National poverty speaker visits Muscatine

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In the L-M School District, 31.28% of students qualify for free or reduced lunch. In Wilton, 30.12% qualify. For West Liberty Schools, that number is 59.23%, and for the Muscatine Community School District, that number sits at 49.23%, according to the Iowa Department of Education.
While these numbers only tell a portion of each family’s story, they are used as an indication of wealth and poverty levels within the state.
Several area agencies came together to bring speaker Dr. Donna Beegle to Muscatine on April 4. Dr. Beegle is a nationwide speaker on poverty and the “impact of poverty and the road out of it.”
While in Muscatine, Beegle held several sessions with community leaders, teachers, and members of the public.
Beegle grew up in what is called generational poverty. Generational poverty is defined as a family that has lived in poverty for at least two generations, as opposed to situational poverty, which families experience due to loss of a job or illness. Beegle stated that she grew up with five brothers, and that she is the only member of her family who had not been to jail.

Dr. Donna Beegle speaks across the country to educate about the struggle of growing up and living in extreme poverty.

“Poverty teaches you that you don’t know anything,” Beegle said. She went on to describe how the American social system causes people who live in poverty to feel that their economic station is due to a fault of their own. She described how in other parts of the world, despite the income level, a sense of self-worth is intact. Beegle says that the common belief that the poor are lazy or have no work ethic plays into the lack of self-value. Through comments like these, Beegle says, “self-confidence is stolen.”
Addressing a room full of educators from around the area, Beegle provided an example of what picture day means to a student. “Pictures are your history,” Beegle says. “They tell the story of your life. But what about the student whose envelope is empty on picture day? What does that tell them about their life? About their worth?”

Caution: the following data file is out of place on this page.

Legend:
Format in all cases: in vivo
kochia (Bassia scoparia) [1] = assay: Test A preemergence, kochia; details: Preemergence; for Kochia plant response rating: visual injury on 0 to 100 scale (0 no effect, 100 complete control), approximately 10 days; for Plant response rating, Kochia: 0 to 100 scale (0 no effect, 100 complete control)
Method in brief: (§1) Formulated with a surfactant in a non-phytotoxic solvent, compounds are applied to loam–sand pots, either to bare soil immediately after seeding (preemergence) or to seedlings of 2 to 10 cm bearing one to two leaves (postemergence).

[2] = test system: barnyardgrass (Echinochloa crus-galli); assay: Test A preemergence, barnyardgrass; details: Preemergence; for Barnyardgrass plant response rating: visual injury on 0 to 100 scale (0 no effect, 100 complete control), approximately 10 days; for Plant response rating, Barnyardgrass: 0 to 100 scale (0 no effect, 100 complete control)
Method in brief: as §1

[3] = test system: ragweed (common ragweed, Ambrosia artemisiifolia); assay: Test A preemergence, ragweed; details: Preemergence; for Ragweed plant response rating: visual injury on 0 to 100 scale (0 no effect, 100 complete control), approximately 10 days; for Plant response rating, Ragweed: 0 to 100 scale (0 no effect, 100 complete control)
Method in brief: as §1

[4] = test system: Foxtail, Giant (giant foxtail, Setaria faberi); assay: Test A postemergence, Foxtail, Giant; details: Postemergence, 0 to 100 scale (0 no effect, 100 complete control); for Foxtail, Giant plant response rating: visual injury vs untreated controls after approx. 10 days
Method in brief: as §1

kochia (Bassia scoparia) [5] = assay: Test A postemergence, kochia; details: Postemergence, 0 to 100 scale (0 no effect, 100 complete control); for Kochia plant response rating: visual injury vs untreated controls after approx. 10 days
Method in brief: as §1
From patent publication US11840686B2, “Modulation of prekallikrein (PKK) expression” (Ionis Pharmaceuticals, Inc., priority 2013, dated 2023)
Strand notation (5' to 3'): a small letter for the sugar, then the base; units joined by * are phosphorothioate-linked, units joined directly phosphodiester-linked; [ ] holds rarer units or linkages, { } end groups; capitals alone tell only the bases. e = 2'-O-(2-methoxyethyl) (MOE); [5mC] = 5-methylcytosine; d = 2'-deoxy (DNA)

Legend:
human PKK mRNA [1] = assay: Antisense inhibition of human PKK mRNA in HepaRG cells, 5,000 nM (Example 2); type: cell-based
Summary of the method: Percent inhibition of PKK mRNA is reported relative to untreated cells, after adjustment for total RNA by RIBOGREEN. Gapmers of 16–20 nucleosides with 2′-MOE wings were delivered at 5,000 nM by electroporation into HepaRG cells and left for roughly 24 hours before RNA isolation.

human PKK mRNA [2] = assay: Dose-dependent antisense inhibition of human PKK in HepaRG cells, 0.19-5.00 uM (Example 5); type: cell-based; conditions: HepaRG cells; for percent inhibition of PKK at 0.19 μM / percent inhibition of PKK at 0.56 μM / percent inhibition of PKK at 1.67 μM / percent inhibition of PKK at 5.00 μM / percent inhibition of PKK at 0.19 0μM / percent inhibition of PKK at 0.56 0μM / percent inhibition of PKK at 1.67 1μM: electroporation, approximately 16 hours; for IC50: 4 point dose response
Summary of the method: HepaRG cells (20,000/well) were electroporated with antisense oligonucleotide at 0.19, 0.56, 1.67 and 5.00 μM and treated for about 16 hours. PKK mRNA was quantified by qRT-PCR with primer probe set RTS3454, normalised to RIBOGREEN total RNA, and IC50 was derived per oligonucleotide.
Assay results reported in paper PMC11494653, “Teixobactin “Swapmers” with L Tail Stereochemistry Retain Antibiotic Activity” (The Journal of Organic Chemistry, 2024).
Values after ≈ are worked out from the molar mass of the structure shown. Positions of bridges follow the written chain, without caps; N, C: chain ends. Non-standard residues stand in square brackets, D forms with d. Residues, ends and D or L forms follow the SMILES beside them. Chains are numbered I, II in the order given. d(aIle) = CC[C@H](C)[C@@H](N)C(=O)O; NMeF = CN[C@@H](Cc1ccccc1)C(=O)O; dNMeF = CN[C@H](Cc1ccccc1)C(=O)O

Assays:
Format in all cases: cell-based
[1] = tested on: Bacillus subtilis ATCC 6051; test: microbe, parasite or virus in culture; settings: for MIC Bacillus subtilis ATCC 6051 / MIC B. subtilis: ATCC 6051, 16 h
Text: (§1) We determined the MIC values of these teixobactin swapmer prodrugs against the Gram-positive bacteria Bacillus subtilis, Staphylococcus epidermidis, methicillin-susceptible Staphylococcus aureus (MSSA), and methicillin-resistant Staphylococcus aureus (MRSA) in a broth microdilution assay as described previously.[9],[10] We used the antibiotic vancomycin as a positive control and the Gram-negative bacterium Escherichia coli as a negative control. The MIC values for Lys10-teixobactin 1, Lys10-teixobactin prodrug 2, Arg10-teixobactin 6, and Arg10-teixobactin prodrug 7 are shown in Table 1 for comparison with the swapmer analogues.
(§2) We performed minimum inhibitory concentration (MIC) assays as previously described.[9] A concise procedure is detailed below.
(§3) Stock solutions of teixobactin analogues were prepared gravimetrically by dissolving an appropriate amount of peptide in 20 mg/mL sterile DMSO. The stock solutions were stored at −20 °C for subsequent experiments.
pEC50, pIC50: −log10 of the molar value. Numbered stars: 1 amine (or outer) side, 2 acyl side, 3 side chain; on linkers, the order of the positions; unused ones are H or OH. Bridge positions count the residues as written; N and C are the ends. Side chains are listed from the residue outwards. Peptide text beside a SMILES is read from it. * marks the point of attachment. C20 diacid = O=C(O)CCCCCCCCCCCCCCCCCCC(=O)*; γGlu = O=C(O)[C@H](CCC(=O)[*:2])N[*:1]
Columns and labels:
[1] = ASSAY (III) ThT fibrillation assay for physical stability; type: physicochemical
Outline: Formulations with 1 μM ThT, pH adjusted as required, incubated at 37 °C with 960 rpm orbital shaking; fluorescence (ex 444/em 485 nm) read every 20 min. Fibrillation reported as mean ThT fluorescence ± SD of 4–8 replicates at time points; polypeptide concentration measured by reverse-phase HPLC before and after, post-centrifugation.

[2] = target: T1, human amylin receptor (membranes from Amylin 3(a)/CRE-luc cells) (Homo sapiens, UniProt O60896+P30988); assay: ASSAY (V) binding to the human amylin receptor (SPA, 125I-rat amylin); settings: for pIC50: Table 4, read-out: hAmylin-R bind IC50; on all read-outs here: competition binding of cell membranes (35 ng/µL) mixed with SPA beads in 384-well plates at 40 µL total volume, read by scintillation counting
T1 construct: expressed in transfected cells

Beegle described working with a previous district that examined the issue to find a way to ensure that each child received a school picture, regardless of cost. She explains that creativity is possible when people are aware of the issue at hand.
“We have to examine systems from every angle,” she says. “Are we creating places where people feel they belong?”
One example provided by Beegle was how schools typically communicate with families. Most communication is through letters, flyers, and posters. If the parent is illiterate (studies indicate 21% of the U.S. population reads below a fifth-grade level), the communication is ineffective.
Beegle says she knew people couldn’t hear her, and that education, and a new way of thinking, was the only way to change that. Beegle received her doctorate degree in educational leadership. “It all started with self-confidence. That was the first step.”
Kim Warren with Aligned Impact Muscatine stated at the end of the session that the group will be putting together a group with a cross section of persons from the Muscatine area to take a closer look at poverty and its effects on people in the area. The purpose of the group will be to help raise awareness of how people are affected locally, as well as provide programs and information to help those affected.
More information on Dr. Donna Beegle can be found at www.combarriers.com.